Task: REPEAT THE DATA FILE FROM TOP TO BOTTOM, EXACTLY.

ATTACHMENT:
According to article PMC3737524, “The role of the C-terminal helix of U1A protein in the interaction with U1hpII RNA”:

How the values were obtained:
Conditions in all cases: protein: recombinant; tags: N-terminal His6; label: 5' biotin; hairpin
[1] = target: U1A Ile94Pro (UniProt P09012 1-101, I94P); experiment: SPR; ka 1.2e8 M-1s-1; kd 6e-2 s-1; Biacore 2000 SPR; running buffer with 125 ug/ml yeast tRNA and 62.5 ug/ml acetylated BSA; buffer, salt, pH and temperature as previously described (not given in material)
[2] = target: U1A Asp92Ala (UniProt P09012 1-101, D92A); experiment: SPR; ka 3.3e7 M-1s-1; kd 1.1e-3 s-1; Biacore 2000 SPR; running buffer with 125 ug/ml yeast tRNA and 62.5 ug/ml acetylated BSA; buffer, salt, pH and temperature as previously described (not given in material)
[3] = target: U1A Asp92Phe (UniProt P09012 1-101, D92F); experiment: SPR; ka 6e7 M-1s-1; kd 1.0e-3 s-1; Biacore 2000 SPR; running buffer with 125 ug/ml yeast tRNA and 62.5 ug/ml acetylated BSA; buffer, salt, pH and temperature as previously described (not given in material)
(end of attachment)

According to article PMC3737524, “The role of the C-terminal helix of U1A protein in the interaction with U1hpII RNA”:

How the values were obtained:
Conditions in all cases: protein: recombinant; tags: N-terminal His6; label: 5' biotin; hairpin
[1] = target: U1A Ile94Pro (UniProt P09012 1-101, I94P); experiment: SPR; ka 1.2e8 M-1s-1; kd 6e-2 s-1; Biacore 2000 SPR; running buffer with 125 ug/ml yeast tRNA and 62.5 ug/ml acetylated BSA; buffer, salt, pH and temperature as previously described (not given in material)
[2] = target: U1A Asp92Ala (UniProt P09012 1-101, D92A); experiment: SPR; ka 3.3e7 M-1s-1; kd 1.1e-3 s-1; Biacore 2000 SPR; running buffer with 125 ug/ml yeast tRNA and 62.5 ug/ml acetylated BSA; buffer, salt, pH and temperature as previously described (not given in material)
[3] = target: U1A Asp92Phe (UniProt P09012 1-101, D92F); experiment: SPR; ka 6e7 M-1s-1; kd 1.0e-3 s-1; Biacore 2000 SPR; running buffer with 125 ug/ml yeast tRNA and 62.5 ug/ml acetylated BSA; buffer, salt, pH and temperature as previously described (not given in material)